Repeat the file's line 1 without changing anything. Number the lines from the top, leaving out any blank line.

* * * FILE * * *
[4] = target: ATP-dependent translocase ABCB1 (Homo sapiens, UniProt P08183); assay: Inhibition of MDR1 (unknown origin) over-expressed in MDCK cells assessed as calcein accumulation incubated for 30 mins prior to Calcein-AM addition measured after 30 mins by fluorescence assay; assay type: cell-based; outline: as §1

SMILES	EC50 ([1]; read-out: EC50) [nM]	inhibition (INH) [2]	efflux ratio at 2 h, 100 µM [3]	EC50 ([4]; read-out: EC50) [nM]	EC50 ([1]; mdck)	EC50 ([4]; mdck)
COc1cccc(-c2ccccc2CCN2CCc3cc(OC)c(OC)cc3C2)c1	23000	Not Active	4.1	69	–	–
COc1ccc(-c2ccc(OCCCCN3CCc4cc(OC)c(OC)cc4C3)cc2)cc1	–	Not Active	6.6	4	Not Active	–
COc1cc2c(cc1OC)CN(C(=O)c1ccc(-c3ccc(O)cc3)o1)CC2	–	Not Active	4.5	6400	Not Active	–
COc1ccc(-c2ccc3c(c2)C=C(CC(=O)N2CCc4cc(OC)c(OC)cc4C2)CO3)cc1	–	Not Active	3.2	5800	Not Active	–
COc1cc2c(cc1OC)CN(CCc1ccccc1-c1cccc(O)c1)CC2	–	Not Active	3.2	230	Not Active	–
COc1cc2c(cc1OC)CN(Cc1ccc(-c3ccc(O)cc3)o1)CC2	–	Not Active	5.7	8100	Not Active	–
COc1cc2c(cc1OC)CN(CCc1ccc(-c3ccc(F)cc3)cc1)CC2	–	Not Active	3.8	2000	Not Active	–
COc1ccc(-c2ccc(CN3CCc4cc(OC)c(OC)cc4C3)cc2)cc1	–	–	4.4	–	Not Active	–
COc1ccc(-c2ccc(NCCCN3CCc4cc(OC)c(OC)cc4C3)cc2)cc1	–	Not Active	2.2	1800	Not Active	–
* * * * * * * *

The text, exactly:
[4] = target: ATP-dependent translocase ABCB1 (Homo sapiens, UniProt P08183); assay: Inhibition of MDR1 (unknown origin) over-expressed in MDCK cells assessed as calcein accumulation incubated for 30 mins prior to Calcein-AM addition measured after 30 mins by fluorescence assay; assay type: cell-based; outline: as §1